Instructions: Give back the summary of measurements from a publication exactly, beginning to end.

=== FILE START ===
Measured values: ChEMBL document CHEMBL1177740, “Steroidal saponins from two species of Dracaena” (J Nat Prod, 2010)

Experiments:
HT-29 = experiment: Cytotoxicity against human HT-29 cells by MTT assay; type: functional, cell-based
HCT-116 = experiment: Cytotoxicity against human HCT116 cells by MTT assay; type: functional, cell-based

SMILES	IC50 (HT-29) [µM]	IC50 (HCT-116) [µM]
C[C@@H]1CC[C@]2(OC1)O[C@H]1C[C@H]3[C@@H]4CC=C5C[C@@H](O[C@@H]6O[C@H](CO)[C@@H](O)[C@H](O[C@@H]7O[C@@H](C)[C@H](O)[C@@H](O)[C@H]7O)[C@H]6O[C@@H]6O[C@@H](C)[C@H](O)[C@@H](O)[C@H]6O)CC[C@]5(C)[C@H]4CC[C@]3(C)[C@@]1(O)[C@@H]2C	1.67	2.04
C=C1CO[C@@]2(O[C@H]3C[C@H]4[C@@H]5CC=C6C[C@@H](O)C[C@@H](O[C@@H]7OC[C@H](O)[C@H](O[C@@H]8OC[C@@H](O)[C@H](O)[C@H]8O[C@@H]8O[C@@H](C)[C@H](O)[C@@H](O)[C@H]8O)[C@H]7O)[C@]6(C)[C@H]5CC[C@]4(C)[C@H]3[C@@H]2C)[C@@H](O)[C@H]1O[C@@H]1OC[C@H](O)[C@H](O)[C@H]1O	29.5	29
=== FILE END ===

Measured values: ChEMBL document CHEMBL1177740, “Steroidal saponins from two species of Dracaena” (J Nat Prod, 2010)

Experiments:
HT-29 = experiment: Cytotoxicity against human HT-29 cells by MTT assay; type: functional, cell-based
HCT-116 = experiment: Cytotoxicity against human HCT116 cells by MTT assay; type: functional, cell-based

SMILES	IC50 (HT-29) [µM]	IC50 (HCT-116) [µM]
C[C@@H]1CC[C@]2(OC1)O[C@H]1C[C@H]3[C@@H]4CC=C5C[C@@H](O[C@@H]6O[C@H](CO)[C@@H](O)[C@H](O[C@@H]7O[C@@H](C)[C@H](O)[C@@H](O)[C@H]7O)[C@H]6O[C@@H]6O[C@@H](C)[C@H](O)[C@@H](O)[C@H]6O)CC[C@]5(C)[C@H]4CC[C@]3(C)[C@@]1(O)[C@@H]2C	1.67	2.04
C=C1CO[C@@]2(O[C@H]3C[C@H]4[C@@H]5CC=C6C[C@@H](O)C[C@@H](O[C@@H]7OC[C@H](O)[C@H](O[C@@H]8OC[C@@H](O)[C@H](O)[C@H]8O[C@@H]8O[C@@H](C)[C@H](O)[C@@H](O)[C@H]8O)[C@H]7O)[C@]6(C)[C@H]5CC[C@]4(C)[C@H]3[C@@H]2C)[C@@H](O)[C@H]1O[C@@H]1OC[C@H](O)[C@H](O)[C@H]1O	29.5	29